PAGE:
Where the Hell is Puerto Rico?
Some here me included would like to preserve some of the threads posted on the old forum. Here's the way I'm suggesting that we attempt to preserve some of them.
Where the Hell is Puerto Rico?
Originally posted by clarencio5
I had no idea where Puerto Rico was, yet I had just finished committing myself to delivering a fifty three foot fishing boat from San Juan to St. Petersburg Fla.
It all started like this:
My wife Rose and I were living on a houseboat in St. Petersburg, Florida. One day Roger, a good friend, liveaboard neighbor and the dockmaster came up to me, smiled devilishly and asked, ”Would you like to deliver a boat from Puerto Rico to this marina?” I asked him why I would want to do something as stupid as that. He smiled and said, “Because I already told a man that you would.” I asked Roger, “Where the hell is Puerto Rico?”
Roger and his wife Fran, along with Rose and me had delivered several boats together from various places in Florida to St. Pete. We even towed a big houseboat; in rough weather from Tarpon Springs, Florida using Roger’s 46 foot Chris Craft. I vowed to never do that again because I was delegated to be the babysitter on the towed boat, in case the line broke. They had to pass Bloody Marys back to me on the tow line, just to keep me warm in the cold weather and to pacify me.
I met the boat owner from Puerto Rico that evening at the local Holiday Inn where he bought my dinner. We discussed the pay, the trip and when I would leave to fly to Puerto Rico. He waxed lyrical about this boat that he loved, describing it as a 53 foot Hatteras, gorgeous, in excellent shape with two big diesel engines. I accepted the job and hurried back to my houseboat, where I grabbed the charts to see where Puerto Rico was located. I couldn’t wait to get my hands on this gem that had given him so much pleasure
A week later I found myself 30,000 feet high, on my way to Puerto Rico. I was looking down at all the beautiful clear water and the ubiquitous islands and beaches, wondering how I ever let myself get into this crazy situation. Would I ever be able to find the USA again? The flight over would take a couple of hours. The trip back would take about 11 days.
At the airport in San Juan I got one of those no brakes, all horn and guts, crazy taxi drivers to take me to the Club Nautico Marina. After the driver pulled over to where he thought I wanted to go, I told him that he had just passed the marina by 30 yards, but I could walk back. “Oh no Senor, I will get you there” At that, he backed up on the busy highway causing the other cars to jam on their brakes, honk their horns and squeal their tires. Pulling into the marina with a big smile he said, “You are here, Senor”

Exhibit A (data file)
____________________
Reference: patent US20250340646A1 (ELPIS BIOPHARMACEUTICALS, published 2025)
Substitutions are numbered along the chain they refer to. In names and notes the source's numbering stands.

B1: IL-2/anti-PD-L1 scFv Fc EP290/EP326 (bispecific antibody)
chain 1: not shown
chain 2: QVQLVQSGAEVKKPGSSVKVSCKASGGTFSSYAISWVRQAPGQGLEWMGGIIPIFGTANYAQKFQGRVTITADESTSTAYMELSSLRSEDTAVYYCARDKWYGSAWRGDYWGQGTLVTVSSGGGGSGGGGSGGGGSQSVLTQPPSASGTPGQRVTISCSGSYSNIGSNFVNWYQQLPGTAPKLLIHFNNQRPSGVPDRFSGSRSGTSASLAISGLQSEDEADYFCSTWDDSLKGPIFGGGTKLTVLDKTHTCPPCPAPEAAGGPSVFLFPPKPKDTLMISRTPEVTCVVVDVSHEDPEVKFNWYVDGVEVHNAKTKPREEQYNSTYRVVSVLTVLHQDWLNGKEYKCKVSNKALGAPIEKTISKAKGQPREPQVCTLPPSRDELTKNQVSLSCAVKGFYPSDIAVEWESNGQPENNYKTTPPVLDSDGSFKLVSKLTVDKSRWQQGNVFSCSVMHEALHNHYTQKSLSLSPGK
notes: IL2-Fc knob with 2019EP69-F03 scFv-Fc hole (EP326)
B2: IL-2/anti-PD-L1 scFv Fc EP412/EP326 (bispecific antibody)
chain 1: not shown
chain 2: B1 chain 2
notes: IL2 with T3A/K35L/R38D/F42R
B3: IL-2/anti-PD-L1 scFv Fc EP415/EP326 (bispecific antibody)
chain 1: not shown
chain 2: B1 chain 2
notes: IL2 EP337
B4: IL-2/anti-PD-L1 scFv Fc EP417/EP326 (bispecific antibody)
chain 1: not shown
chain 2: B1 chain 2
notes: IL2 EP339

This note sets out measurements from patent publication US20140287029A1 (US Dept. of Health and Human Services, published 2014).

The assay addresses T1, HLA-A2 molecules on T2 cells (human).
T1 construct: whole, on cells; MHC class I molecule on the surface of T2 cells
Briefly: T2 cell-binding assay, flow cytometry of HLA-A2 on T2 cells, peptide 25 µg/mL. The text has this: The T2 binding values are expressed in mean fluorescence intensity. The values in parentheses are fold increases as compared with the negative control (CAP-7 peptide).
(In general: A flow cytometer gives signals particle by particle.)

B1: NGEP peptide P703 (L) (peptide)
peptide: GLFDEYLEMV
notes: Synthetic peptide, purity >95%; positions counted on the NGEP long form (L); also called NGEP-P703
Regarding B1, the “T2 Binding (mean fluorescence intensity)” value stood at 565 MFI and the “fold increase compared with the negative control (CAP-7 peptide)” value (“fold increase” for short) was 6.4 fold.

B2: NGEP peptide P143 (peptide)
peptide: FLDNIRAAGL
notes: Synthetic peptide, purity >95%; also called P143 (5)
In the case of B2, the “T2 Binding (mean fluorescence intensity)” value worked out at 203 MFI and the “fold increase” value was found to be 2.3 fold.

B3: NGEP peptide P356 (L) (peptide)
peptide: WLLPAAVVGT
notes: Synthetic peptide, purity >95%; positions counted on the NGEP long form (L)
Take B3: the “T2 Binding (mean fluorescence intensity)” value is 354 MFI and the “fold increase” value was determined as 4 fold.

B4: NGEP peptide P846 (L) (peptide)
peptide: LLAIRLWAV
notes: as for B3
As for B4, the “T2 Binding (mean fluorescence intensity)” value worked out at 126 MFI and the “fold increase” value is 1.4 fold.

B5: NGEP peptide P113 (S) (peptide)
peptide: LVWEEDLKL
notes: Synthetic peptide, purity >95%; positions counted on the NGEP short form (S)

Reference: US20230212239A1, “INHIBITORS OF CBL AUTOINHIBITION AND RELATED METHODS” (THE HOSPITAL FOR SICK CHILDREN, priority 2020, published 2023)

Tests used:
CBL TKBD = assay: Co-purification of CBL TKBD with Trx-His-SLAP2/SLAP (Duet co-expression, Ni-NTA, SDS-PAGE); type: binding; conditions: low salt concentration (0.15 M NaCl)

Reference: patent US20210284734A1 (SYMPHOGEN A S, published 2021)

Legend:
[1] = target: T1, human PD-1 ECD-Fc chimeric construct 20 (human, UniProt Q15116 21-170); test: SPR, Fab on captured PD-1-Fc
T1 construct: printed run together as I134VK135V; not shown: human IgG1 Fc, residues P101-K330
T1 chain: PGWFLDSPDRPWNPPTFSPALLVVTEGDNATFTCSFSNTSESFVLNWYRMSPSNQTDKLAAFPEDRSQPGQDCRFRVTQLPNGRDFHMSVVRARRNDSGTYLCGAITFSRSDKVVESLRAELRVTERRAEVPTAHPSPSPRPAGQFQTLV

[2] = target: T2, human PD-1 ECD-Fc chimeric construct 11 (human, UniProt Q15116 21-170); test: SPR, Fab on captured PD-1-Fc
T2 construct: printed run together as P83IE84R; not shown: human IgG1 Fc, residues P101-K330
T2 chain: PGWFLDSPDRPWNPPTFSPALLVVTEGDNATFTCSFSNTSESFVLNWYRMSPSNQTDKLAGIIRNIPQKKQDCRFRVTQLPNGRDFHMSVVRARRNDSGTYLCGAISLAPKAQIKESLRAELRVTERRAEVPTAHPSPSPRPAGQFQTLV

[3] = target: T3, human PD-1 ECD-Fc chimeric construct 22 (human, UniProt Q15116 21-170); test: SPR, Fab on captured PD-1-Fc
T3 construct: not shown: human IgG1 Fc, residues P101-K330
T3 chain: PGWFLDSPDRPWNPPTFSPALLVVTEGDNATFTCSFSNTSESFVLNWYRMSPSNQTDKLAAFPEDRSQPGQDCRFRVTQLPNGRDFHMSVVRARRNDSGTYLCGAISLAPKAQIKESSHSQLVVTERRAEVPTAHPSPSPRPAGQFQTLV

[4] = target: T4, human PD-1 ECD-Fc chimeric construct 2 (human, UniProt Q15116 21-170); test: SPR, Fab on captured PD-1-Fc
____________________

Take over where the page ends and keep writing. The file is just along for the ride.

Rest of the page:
I was excitedly going up and down the docks looking for this “gorgeous” boat or at least someone who spoke English to help me find it. I finally found someone who spoke English. That man was Roberto, who said he was the designated mechanic of the boat I was looking for. I was wondering why this boat needed a full time mechanic and have to admit that I was starting to harbor doubts about this trip.. Roberto took me to the boat. She was an old 53 foot Hatteras with a 40 foot tuna tower hovering high above and looking as if she had been rode hard and fast.. Roberto showed me around the boat while I tried to act cool. She was a lot older than the photos I had been shown in the States. (Obviously taken in her prime.)
On board were two depth sounders, three AM radios, one auto pilot, one RDF and one fresh water making system, none of which worked. The bilge pump didn’t work either. Roberto reminded me, “Zee horn work real good and so does zee cassette player” This about the cassette player working was obvious because I heard 11 straight days of
Doc Severinson playing the trumpet. (Same tape)
Almost none of the gauges on the main helm, the flying bridge or the tuna tower registered anything. A large Boston Whaler was our only lifeboat. Its engine was inoperable, there was no plug for the drain hole, and the davit which was used to lift it overboard hadn’t worked in years. There were no oars.
Late in the afternoon a tall, good looking guy appeared at the boat. It was Captain Pedro. He was to be the Captain from here to the USA and then I would take over as Captain. Thank God, now I didn’t have to worry about being lost; only sinking. Captain Pedro had made this trip many times in many types of boats, even a small runabout. The Captain had a bicycle pump in his hand. Making an effort at humor, I asked if he were expecting a flat on this trip. Seriously he said, “No Senor, but zee boat steering does not work too well and it must have some air pumped into the hydraulics every now and then”
That was incredible; now add steering to the defective list.
Original Thread is continued Here
So here you go carry on with some of your favorites